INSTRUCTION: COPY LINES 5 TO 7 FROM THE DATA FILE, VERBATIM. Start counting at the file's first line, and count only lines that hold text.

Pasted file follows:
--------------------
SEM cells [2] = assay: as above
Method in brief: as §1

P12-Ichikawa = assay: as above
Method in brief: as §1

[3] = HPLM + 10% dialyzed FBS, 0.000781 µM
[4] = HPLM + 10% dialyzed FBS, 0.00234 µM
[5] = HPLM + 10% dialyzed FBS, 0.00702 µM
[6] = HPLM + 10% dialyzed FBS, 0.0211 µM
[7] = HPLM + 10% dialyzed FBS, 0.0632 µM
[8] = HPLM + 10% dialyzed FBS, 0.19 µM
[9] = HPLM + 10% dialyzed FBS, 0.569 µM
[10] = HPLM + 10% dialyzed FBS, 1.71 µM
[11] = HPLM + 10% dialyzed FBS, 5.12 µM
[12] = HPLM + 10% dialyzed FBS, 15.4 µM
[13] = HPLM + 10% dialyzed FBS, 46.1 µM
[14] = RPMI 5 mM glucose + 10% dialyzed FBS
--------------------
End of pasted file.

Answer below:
[3] = HPLM + 10% dialyzed FBS, 0.000781 µM
[4] = HPLM + 10% dialyzed FBS, 0.00234 µM
[5] = HPLM + 10% dialyzed FBS, 0.00702 µM